short term hospital setting. Reinforce by using multidisciplinary team when
needed. Send note/email to pharmacist identifying the reason
NSAID/Tylenol was not given to patient. (Example: pt. nauseated, gone to
test).
4. Formulate an educational multidisciplinary correspondence which
encompasses influential factors supporting in and out catheterization
practice standardization.
5. Scenario development and role modeling sessions during Professional
Development Days.
6. Creation of Intake and Output recording log to be placed in patient folder.
©2014 MFMER | slide-21
Outcomes/Results
1.
Review of patient’s electronic medical record for documentation
of weight .
2.
Data was collected by observation and daily audits of the white
boards in the patient room.
3.
Data was collected by RN abstractor reviewing electronic
medical record for documentation of medication given.
4.
Review of charting to see if patient has been bladder scanned
opposed to in and out catheterized.
5.
Consistent messaging to patient and family members related to
ERP and specific situations/concerns.
6.
Increase accuracy of intake and output recording through
incorporation of patient involvement in recording process.
©2014 MFMER | slide-22
Patient Weights Documented
by 0600 a.m.
100%
90%
80%
70%
60%
50%
©2014 MFMER | slide-23
Administer NSAIDs / Acetaminophen
100%
90%
80%
70%
60%
50%
April 1st5th
April 8th12th
April 15th- April 23rd- April 29th19th
25th
May 3rd
May 6th10th
May 12th17th
May 20th24th
May 27th31st
June 3rd7th
June 10th14th
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Enhanced Recovery Pathway
Compliance in 2013
©2014 MFMER | slide-25
Goal Discharge Date
100%
90%
80%
70%
60%
50%
40%
Feb 4th - 8th
Feb 13th - 15th
Feb 21st - Feb 27th
March 21st
May 21st
May 29th
©2014 MFMER | slide-26
In and Out Catheterization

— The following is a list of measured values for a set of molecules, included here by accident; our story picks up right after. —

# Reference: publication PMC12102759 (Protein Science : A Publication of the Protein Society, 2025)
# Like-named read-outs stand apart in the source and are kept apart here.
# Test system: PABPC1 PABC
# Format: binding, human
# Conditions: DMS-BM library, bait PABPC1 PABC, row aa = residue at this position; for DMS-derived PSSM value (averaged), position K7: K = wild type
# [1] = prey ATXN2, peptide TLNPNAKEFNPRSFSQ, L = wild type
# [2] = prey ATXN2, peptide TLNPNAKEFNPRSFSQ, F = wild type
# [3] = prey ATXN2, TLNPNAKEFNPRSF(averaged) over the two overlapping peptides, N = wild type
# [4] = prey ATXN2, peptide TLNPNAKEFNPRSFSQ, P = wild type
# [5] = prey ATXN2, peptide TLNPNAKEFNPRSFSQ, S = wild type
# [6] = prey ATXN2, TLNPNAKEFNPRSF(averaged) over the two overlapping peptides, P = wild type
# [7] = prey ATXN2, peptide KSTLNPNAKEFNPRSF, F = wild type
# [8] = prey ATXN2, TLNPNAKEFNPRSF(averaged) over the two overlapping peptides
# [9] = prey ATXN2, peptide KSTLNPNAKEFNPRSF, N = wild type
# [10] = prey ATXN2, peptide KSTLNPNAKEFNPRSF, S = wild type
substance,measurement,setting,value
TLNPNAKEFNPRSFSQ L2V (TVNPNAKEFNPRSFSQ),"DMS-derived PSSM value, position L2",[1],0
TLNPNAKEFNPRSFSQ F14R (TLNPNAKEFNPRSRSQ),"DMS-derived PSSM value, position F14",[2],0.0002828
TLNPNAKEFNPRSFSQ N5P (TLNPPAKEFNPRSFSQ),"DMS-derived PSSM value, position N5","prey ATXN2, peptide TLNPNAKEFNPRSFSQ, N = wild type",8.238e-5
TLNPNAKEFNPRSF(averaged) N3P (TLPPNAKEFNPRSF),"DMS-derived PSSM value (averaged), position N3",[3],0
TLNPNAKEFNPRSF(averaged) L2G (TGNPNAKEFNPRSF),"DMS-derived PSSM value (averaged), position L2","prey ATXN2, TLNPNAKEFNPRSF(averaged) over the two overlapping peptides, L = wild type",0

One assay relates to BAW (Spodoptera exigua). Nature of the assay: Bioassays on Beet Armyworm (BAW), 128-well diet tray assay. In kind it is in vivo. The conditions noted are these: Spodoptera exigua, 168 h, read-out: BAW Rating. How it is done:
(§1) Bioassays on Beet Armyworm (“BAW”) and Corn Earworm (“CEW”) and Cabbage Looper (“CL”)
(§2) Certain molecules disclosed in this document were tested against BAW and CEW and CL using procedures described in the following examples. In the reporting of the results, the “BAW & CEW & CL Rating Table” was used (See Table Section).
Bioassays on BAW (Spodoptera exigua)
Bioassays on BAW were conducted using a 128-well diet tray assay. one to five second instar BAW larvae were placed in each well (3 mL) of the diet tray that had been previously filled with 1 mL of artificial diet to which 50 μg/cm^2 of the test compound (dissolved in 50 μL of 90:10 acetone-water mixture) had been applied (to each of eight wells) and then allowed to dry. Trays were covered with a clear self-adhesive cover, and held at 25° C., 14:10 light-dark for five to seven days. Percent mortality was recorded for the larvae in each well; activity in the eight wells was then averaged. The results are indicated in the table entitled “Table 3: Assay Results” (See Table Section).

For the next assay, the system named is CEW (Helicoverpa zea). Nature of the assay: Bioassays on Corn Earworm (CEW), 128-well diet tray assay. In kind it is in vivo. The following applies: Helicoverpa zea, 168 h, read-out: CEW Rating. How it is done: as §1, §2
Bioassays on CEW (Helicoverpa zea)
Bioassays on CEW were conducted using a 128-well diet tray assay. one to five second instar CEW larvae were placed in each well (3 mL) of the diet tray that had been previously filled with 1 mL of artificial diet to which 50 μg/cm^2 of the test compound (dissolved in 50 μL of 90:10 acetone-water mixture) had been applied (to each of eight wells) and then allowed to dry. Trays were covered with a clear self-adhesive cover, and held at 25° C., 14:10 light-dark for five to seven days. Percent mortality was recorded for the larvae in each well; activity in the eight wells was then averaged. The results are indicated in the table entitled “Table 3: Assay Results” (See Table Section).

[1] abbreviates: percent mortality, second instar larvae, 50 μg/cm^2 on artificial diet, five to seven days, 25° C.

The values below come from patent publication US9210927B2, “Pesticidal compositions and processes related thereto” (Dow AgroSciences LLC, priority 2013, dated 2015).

100%
98%
96%
94%
92%
90%
April 4th
April 7th - 11th
April 14th - 18th
April 22nd - 24th
May 21st
June 5h - 6th
©2014 MFMER | slide-27
Intake & Output Patient Log
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Communicating
Changes :
Bladder
Scanning
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Met and Exceeded our Goal!
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Goal Alignment
• Standardization of care
• Practice Redesign
• Sustainable and Reproducible
• Enterprise Diffusion
©2014 MFMER | slide-32
Where we fit in the Big, Big Picture
Institutional Priorities
Practice Re-Design
MTR Projects
CRS Project
Local CRS Team
Weekly Team
Huddles
PDSA Cycles
Local ideas
©2014 MFMER | slide-33
Lessons Learned Along the Way
• Be sure to celebrate along the way
• Transparent
• Data without communication and leadership
alignment is not as successful
©2014 MFMER | slide-34
Communicating Expectations and Roles
©2014 MFMER | slide-35
Example of case based learning:
• What can I do for the GOAL of Optimal
pain control for patient?
•
•
•
•
Maximize non-pharm
Coach patient to recovery
Patient ‘refusal’ is discussed with team
Scheduled NSAIDs and Acetaminophen
need to be given and proactively
encouraged
• Discuss issues openly and early with the
surgical team and multidisciplinary team
• GOAL is great pain management that
meets patients’ goals with the lowest
opioids.
©2014 MFMER | slide-36